New UK research has found that if a woman experience stress before or during their pregnancy her baby's brain development could be affected.
Carried out by researchers from King's College London, the new study looked at 251 premature babies and their mothers to investigate for the first time the relationship between maternal stress and a child's brain development.
The mothers of the babies were asked to complete a questionnaire which asked them about their experiences of stressful events. These events ranged from everyday stress, such as moving house or taking an exam, to more severe stress such as bereavement, separation or divorce.
Based on their answers the mothers were given a score, which indicated the severity of their stress. Each of the babies underwent brain magnetic resonance imaging to assess their brain development, including a specific medical imaging technique called diffusion tensor imaging which allowed the researchers to look at the structure of the brain's white matter.
The findings, published in the journal Biological Psychiatry, showed that babies whose mothers experienced more stress during the prenatal period showed impaired development of the white matter tract, called the uncinate fasciculus. Previous research has found that adults with anxiety disorders can also show changes in this tract.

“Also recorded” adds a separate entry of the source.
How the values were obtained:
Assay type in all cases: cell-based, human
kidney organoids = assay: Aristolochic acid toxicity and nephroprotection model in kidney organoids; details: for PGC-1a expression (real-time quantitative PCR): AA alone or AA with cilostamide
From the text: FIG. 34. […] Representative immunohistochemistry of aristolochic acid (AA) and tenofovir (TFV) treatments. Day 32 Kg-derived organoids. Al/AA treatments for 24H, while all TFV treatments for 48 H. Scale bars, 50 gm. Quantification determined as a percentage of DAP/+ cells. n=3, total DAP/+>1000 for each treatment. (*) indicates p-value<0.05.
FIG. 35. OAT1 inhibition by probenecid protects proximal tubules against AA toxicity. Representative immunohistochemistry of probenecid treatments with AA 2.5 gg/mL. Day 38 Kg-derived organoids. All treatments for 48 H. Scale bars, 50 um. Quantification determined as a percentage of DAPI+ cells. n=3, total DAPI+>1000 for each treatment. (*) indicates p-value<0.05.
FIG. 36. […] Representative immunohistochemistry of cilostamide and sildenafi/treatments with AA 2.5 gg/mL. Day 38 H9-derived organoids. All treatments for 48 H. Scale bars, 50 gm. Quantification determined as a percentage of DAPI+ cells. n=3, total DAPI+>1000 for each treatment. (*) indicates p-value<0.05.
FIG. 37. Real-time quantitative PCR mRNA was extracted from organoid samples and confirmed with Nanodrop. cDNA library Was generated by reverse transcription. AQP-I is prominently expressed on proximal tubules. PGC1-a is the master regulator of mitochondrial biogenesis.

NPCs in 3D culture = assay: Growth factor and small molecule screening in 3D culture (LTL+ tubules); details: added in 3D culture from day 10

The researchers say the findings highlight the need to ask expectant mothers about their stress levels and provide necessary support.
"It is not diagnosed as often as it should be during pregnancy and we are trying to emphasize that maternal mental health during pregnancy can impact the baby's brain development which may impact on their outcomes later in life," said lead author Alexandra Lautarescu. "No one is asking these women about stress and hence they don't receive any support.
"Antenatal services need to be aware that it is important to think about stress of the moms and we need to have some kind of support there for the moms who identify that they are stressed. If we try to help these women either during the pregnancy or in the early post-natal period with some sort of intervention this will not only help the mother, but may also prevent impaired brain development in the baby and improve their outcomes overall."
The team added that further studies are now needed to better understand whether the changes in the brain development of babies could lead to adverse health outcomes later in life.